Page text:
Better Than Turtle Soup

Here's your nightly math! Just 5 quick minutes of number fun for kids and parents at home. Read a cool fun fact, followed by math riddles at different levels so everyone can jump in. Your kids will love you for it.

Better Than Turtle Soup

July 4, 2015

It’s the Fourth of July, the day Americans celebrate becoming their own free country: on this day in 1776 the country’s founders signed the Declaration of Independence. The White House didn’t hold its first Fourth of July party until 1801, but we’ve been partying ever since. This week Americans will buy about 700 million pounds of chicken for holiday barbecues, and will eat more than 150 million hot dogs today. Back in 1776 the country had fewer than 3 million people cooking up dinner, and they feasted on totally different foods like turtle soup. But today we have about 320 million people cooking up chicken and hot dogs. That’s why America’s turtles are celebrating, too.

Wee ones: Which number is bigger, 3 million or 300 million?

Little kids: If you eat 5 hot dogs today but count them down starting with 5, what numbers do you say?  Bonus: If your 2 friends each eat just 3 hot dogs, how many do you all eat together?

Big kids: If you barbecue for 20 people and serve each person 1 chicken drumstick and 2 chicken wings, how many pieces do you cook in total?  Bonus: If no one eats more than 1 of those 150 million hot dogs, how many of our 320 million people don’t get one?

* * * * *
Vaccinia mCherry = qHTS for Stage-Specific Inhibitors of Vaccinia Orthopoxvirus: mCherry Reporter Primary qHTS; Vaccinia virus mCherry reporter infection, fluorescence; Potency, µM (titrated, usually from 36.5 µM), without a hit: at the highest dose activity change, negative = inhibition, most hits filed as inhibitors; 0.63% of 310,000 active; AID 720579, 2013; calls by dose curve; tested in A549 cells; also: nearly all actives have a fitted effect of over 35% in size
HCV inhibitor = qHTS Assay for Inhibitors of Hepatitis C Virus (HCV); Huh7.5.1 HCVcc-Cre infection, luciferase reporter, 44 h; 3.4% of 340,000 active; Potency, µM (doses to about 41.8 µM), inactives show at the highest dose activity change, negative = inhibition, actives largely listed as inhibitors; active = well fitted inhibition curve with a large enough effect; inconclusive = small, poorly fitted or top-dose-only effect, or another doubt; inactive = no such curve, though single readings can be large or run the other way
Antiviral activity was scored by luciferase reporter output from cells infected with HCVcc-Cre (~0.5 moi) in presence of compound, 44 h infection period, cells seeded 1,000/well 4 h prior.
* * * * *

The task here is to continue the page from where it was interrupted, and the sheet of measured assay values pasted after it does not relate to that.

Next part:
Answers:
Wee ones: 300 million.

Little kids: 5, 4, 3, 2, 1.  Bonus: 11 hot dogs, since they eat 6 along with your 5.

Big kids: 60 pieces.  Bonus: 170 million people.

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About the Author

Laura Overdeck

Laura Overdeck

Laura Bilodeau Overdeck is founder and president of Bedtime Math Foundation. Her goal is to make math as playful for kids as it was for her when she was a child. Her mom had Laura baking before she could walk, and her dad had her using power tools at a very unsafe age, measuring lengths, widths and angles in the process. Armed with this early love of numbers, Laura went on to get a BA in astrophysics from Princeton University, and an MBA from the Wharton School of Business; she continues to star-gaze today. Laura’s other interests include her three lively children, chocolate, extreme vehicles, and Lego Mindstorms.

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